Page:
The Dean Legacy

Dean has remained fastidiously neutral and low-key in this presidential cycle. Yet a number of his top supporters believe the Clinton-Obama contest has become a referendum on the kind of grassroots party building and citizen empowerment Dean pioneered as a presidential candidate and continued as DNC chair. On that issue most Deaniacs, not surprisingly, side with Obama. "Ever since the TV era began in 1960, every single presidential campaign in America has ... Full Story »

Posted by Chris Finnie
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Subjects: U.S., Politics
Topics: U.S. White House, Democrats, Democratic Nomination
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Posted by: Posted by Chris Finnie - Feb 29, 2008 - 12:31 PM PST
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Robert M Schacht
4.1
by Robert M Schacht - Oct. 1, 2008

This article provides an excellent look at the Democratic ground game in historical perspective. It shows Obama as seizing Howard Dean's 50 state strategy, and operationalizing it more effectively than Dean ever did. I became politically engaged because of Dean's candidacy in 2003, and my perception is that Obama "gets it," but Hillary hasn't, and doesn't, and its making a difference in the voting booth.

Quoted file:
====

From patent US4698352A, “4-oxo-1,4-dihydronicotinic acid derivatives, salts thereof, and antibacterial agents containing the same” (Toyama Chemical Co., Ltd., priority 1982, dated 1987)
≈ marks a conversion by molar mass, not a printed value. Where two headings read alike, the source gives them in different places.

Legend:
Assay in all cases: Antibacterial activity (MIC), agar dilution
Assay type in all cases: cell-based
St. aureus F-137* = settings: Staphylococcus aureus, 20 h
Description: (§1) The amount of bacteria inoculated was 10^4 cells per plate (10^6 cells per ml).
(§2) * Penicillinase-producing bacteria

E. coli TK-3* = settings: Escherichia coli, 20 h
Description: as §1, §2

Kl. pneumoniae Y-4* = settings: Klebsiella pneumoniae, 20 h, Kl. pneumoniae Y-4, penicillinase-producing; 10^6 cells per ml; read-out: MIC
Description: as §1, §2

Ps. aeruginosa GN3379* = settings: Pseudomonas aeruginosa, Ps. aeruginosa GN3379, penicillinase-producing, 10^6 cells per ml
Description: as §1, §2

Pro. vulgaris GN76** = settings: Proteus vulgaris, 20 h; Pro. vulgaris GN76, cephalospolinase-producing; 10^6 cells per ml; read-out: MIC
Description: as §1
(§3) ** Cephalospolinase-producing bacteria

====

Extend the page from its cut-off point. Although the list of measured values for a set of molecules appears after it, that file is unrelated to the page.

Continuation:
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Chris Finnie
4.9
by Chris Finnie - Oct. 1, 2008

As someone who was involved in Dean's presidential race, and his bid for DNC chair, this is an awesome analysis of the different factions within the Party, and of the thinking each represents. The one thing Berman does not explore is the fact that many of the grassroots activists the Dean campaign created stayed involved in politics and the Party. The activists Obama is creating will do the same. This has the potential to transform the Party in ways we're already seeing at the state level. Clinton and Emanuel did not recognize this and will pay the price.

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Lynn Caporale
2.3
by Lynn Caporale - Oct. 1, 2008

This young writer simply accepts Joe Trippi's claim to have run the first grassroots Presidential campaign in the TV era, but in what way was the McGovern campaign "top down"? A more intriguing story on the topic could have been written by an author who was aware that the Democratic party's nominating process was opened up upon recommendation of a commission headed by George McGovern after the 1968 tragedies, and that one of the many "McGovernites" who worked so hard for his election in 1972, who has remained active in politics, was Hillary Clinton [another was her husband; another was Gary Hart; the list is long].

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Naomi Isler
4.0
by Naomi Isler - Oct. 1, 2008

It's a good presentation of different political 'organizing' philosophies. There may be something cyclical about them - if one works for a while candidates keep doing it. The question is how to act after realizing that one or the other doesn't work any more. Personally I've always believed more in bottom up grass roots organizing - you don't find voters till you go looking for them. But you've got to keep the roots watered and that's the hard part. You can't just focus on Washington or even the state capitol. You've got to go to ward committee meetings, run for city council and school board, go to zoning hearings, etc. That's what the Republicans did over many years,and it worked.

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